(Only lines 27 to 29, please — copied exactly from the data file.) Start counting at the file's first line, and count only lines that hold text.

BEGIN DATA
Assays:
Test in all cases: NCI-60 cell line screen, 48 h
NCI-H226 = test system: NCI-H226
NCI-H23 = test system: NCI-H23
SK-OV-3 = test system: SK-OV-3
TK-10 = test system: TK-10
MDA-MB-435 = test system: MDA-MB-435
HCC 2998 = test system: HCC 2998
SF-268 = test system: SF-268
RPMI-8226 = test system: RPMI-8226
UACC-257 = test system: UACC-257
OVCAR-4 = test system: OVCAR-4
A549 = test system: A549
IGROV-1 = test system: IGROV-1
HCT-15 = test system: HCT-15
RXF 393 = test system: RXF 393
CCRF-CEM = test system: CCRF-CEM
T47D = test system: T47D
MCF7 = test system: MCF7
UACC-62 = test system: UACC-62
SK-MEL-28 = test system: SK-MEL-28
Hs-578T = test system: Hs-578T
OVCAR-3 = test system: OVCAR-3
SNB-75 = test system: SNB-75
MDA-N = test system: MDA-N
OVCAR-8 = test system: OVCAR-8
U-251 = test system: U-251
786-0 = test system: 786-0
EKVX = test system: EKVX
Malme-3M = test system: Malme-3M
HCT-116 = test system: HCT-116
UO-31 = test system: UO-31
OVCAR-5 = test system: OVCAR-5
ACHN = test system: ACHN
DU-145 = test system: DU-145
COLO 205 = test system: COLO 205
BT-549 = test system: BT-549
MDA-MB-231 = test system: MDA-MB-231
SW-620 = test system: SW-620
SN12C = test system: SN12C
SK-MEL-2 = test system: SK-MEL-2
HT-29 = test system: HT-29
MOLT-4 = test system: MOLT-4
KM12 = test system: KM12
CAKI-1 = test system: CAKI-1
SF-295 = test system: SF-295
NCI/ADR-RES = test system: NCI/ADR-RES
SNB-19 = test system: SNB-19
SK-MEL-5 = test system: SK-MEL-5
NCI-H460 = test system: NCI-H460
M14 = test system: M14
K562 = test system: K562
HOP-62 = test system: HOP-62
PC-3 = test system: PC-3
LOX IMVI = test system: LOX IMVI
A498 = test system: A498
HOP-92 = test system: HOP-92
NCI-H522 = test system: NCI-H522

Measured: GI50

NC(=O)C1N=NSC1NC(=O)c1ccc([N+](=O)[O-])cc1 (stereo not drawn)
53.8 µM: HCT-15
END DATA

U-251 = test system: U-251
786-0 = test system: 786-0
EKVX = test system: EKVX